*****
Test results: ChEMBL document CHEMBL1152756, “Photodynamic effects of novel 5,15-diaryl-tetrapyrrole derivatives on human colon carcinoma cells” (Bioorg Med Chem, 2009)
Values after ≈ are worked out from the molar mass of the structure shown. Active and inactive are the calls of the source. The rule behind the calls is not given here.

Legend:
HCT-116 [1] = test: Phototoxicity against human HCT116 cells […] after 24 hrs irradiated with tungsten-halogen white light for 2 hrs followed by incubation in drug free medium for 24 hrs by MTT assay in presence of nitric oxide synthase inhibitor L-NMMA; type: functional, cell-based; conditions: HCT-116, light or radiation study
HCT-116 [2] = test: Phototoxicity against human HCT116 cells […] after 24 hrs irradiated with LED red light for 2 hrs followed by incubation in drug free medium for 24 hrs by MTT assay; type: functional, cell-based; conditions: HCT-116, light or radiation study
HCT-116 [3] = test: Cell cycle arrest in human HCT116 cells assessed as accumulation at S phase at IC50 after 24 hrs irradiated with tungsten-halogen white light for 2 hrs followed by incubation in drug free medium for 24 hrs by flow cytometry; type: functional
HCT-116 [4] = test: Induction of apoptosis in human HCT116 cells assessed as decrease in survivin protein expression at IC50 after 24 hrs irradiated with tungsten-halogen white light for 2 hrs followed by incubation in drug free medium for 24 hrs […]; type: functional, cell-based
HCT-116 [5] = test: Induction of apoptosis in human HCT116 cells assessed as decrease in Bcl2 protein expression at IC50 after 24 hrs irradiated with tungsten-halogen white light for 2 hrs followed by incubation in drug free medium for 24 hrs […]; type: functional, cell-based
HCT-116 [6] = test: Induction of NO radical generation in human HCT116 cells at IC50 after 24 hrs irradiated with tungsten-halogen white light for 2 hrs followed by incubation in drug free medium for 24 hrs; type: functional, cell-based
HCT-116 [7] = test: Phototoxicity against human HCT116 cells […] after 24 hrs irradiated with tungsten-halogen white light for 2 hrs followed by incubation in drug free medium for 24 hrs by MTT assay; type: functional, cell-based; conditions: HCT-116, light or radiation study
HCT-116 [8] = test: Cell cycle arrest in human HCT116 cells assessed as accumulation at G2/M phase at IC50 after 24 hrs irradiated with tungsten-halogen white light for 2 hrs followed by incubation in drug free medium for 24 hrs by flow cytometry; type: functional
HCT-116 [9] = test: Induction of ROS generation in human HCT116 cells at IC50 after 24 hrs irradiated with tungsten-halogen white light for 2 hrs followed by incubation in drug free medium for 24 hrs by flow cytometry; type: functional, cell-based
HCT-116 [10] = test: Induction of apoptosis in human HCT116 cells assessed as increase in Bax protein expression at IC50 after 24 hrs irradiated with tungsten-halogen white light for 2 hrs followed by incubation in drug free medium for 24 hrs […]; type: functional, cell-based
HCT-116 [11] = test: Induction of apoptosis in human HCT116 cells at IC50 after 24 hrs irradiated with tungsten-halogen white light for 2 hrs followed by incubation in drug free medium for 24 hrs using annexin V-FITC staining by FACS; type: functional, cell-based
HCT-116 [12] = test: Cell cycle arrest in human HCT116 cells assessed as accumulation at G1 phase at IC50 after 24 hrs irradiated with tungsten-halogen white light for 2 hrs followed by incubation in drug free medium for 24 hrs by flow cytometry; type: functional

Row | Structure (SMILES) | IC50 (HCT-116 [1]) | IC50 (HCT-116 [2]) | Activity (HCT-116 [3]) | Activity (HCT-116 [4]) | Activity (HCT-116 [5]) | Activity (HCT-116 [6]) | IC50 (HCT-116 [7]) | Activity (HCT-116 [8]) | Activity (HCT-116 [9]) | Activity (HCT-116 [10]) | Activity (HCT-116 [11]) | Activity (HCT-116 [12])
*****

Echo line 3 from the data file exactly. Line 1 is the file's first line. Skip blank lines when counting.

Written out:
Legend: